Copious flat screen TVs are hung aloft for the benefit of the 90% of attendees who didn’t make it into the inner sanctum. Those still in search of a piece of flooring to sit on walk the pathways, earnestly scouring the landscape with eyes staring off into the distance. 

Climbing over a pile of flip flops & footwear deposited at the edge of a designated seating area for tourists, we manage to squeeze ourselves into some spaces in between spaces, me up against a tree trunk and a wall of Ghee canisters, and the others next to the edge railings. It’s 7:30am. 


I’m snuggled in next to Katherine, a Buddhist student from Wyoming with I-Ching tattoos and a shaved head. I look up to see the tree branches coming through the open air perimeter, and watch the monkeys jumping from branch to branch, bagging themselves an arguably better view than me. 

Katherine explains to me that she’s currently learning both Tibetan and Sanskrit to aid in her own learning and to satisfy her skeptical side. She was one of the clever ones who laid her mat down a few days ago, but she tells me she feels a little guilty that her meagre cardboard mat under her cushion could be taking up more space than she needs (for the record, it’s a perfectly reasonable 1 persons bottom size), given the Tibetans are masters of finding space for themselves, and their 3 children, where there is none. It seems she was fully expecting, and ok with, a Tibetan to squeeze into the 10cm that extended beyond her knees.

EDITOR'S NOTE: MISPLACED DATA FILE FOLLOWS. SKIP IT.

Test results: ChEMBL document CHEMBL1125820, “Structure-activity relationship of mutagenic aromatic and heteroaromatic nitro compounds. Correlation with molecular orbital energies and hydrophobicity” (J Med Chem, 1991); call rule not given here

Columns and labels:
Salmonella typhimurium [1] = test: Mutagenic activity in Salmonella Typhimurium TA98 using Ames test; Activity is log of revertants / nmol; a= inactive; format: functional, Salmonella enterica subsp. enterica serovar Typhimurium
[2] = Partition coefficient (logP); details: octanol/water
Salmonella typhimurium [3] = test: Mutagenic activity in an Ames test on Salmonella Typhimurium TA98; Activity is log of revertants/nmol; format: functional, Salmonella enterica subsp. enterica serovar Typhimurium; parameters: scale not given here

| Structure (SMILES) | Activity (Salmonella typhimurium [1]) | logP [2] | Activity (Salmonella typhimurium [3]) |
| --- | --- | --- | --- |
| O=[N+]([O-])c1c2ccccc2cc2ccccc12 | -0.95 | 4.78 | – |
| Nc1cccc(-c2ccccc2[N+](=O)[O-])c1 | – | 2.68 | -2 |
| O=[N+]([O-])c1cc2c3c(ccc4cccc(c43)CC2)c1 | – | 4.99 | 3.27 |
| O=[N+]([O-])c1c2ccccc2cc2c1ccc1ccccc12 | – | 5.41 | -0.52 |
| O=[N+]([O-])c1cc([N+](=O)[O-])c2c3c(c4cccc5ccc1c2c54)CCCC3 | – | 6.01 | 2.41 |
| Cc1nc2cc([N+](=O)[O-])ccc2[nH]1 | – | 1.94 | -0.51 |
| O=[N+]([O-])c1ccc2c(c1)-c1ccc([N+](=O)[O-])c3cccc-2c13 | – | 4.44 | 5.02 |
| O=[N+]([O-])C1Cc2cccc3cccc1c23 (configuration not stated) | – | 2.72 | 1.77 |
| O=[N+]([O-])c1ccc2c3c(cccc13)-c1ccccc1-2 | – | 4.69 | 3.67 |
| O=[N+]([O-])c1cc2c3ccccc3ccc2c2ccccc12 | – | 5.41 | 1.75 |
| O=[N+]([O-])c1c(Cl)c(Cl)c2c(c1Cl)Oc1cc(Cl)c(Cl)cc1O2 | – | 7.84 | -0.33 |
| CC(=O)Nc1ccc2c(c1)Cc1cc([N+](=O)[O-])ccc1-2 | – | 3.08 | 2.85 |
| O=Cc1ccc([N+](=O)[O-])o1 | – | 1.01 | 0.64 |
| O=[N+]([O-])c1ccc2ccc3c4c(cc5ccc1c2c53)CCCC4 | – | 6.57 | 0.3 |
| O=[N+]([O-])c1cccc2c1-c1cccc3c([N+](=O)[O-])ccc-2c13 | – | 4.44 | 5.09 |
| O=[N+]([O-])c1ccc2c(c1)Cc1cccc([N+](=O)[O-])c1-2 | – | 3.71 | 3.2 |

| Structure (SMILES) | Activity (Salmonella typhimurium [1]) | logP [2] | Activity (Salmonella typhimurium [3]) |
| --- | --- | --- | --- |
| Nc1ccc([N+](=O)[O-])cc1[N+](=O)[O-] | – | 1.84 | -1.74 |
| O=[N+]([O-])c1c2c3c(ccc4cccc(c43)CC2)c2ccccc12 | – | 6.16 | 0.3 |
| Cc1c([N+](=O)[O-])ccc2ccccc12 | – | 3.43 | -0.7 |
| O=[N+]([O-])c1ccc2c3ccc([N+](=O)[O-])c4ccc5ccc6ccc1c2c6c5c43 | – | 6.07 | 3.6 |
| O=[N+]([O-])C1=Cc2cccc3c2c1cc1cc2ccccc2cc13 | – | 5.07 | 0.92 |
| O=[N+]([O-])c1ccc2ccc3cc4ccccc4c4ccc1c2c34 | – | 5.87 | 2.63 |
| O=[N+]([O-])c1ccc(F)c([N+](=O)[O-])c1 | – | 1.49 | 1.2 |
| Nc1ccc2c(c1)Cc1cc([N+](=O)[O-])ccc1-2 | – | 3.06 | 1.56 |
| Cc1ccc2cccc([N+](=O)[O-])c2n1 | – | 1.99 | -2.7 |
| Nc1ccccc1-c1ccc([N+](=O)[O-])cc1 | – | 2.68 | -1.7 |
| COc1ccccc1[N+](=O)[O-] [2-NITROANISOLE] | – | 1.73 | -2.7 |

His Holiness was to give this talk in Tibetan, so in order to understand him speak you need to tune a radio to hear the English translation. The frequency was ~93fm, and the sweet spot on my little 220 rupee radio was hairline, almost atomic level thin, and the reception flirtatiously fickle. Ah well, you get what you pay for right?

As plenty of people were still arriving, squeezing themselves in, the Monks started to served out small circular loaves of Tibetan bread to the crowds. Stacks and stacks were passed back, person to person and finally into my rumbling belly, which had fallen out with me since the 5:30am alarm. They even served Tibetan butter tea, a slightly salty & acquired taste, served into our own cups (that we’d been advised to bring with us), poured from large steel teapots. How civilised. 

The radio crackled an announcement that the Dalai Lama was on his way in, and the crowd started to stir. I stood for a moment to catch a glimpse of him on the nearest TV screen. Knowing he was in the same building as me, and not just an abstract collection of pixels on a screen in some foreign land this time, I couldn’t help but laugh and smile when I saw him appear, his little smiling, loving presence. I’d heard people talk of his epic rainbow aura and the effect it had on people in his vicinity, and here I was feeling it first hand – star struck maybe, I saw him being led by the hand, his 82 year old body slightly hunched over and smiling, greeting people like he was a member of their own family or as a friend. It was like Father Christmas had arrived, and even the general murmurs of the crowd seemed to be smiling too.